Wednesday, October 27

UN mission reveals crimes against humanity against migrants in Libya since 2016

Immigrants, refugees, asylum seekers and prisoners have been victims of crimes against humanity for at least the past five years in Libya, according to the findings of a fact-finding mission created by the UN Human Rights Council, which has presented this Monday the result of their work.

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“Our investigations have established that all parties to the (Libyan) conflict, including third States, foreign fighters and mercenaries, have violated international humanitarian law, in particular the principles of proportionality and of distinction between civilians and belligerents,” the president revealed. of the group, the Moroccan Mohamed Aujar, at a press conference.

Migrants have been a group particularly exposed to widespread and organized attacks, not only by armed groups, but by the state itself, which encourages such abuses, the research shows.

The mission has worked in the last year collecting evidence on the abuses committed in Libya since 2016, in accordance with the mandate it received from the UN, although the conflict in Libya, its territorial fragmentation between different armed groups and the struggle of different factions for power can be traced back to the fall and death of dictator Muammar Gaddafi in 2011.

The period over which the mission has investigated corresponds to the increase in the presence and influence of jihadist groups in Libya, including ISIS.

“Unbearable” conditions

According to the report, migrants, refugees and asylum seekers have been victims of “a litany of abuse” either during their sea voyage and forcible return to Libya, or during their confinement in prisons or when they have been in the hands of traffickers. of people.

When in prison, immigrants and other civilians are victims of frequent torture and visits from relatives are not allowed, he stresses.

“Arbitrary detention in secret prisons and in unbearable conditions is routinely used by the State and the militias against anyone who is seen as a threat to their interests,” said the Jamaican prosecutor and academic, Tracy Robinson, a member of the mission.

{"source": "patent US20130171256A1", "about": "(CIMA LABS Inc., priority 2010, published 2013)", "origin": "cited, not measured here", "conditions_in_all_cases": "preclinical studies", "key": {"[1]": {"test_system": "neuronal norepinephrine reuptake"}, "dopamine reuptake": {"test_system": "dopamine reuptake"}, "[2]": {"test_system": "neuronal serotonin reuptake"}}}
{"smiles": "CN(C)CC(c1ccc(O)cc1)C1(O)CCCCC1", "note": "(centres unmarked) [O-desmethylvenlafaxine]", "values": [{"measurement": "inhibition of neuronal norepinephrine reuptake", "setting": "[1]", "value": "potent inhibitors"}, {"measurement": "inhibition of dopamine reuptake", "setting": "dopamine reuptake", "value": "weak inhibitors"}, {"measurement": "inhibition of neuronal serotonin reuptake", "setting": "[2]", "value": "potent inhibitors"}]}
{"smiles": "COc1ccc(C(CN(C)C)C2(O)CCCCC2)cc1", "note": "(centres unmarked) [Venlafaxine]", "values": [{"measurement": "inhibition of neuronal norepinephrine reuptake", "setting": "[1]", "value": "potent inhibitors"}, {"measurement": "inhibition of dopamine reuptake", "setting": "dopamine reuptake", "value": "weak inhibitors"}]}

“Violence in Libyan prisons is committed on such a large scale and with such a level of organization that they can also potentially be considered crimes against humanity,” the report states. It also accounts for the suffering of civilians as a result of the fighting in the country since 2016 and, more recently, during hostilities in the capital, Tripoli, between 2019 and 2020.

In these armed episodes, dozens of families perished in air strikes against residential areas, there was destruction of medical infrastructure and the anti-personnel mines left by the mercenaries caused injury and amputations to numerous civilians, he details.

According to the investigative mission, other human rights violations were the recruitment of children to participate in the conflict, as well as the forced disappearance and murder of prominent women activists.

The mission has indicated that it has identified individuals and groups (both from Libya and other countries) that may be responsible for the crimes that occurred since 2016, but that this list will be kept confidential until it deems it necessary to publish it or share it with other mechanisms that may do justice.

The members of the mission are expected to present their report to the Human Rights Council, which meets in Geneva, on the 7th, which will have to decide whether or not to extend the group’s mandate for another year to continue documenting the violations that occur. in the unfinished conflict in Libya.

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